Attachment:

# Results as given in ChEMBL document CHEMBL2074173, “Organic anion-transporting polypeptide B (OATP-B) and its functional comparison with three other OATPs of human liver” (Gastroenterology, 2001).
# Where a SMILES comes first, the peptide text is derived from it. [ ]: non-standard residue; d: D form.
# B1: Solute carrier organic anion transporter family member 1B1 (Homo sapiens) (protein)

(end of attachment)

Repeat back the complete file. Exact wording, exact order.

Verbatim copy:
# Results as given in ChEMBL document CHEMBL2074173, “Organic anion-transporting polypeptide B (OATP-B) and its functional comparison with three other OATPs of human liver” (Gastroenterology, 2001).
# Where a SMILES comes first, the peptide text is derived from it. [ ]: non-standard residue; d: D form.
# B1: Solute carrier organic anion transporter family member 1B1 (Homo sapiens) (protein)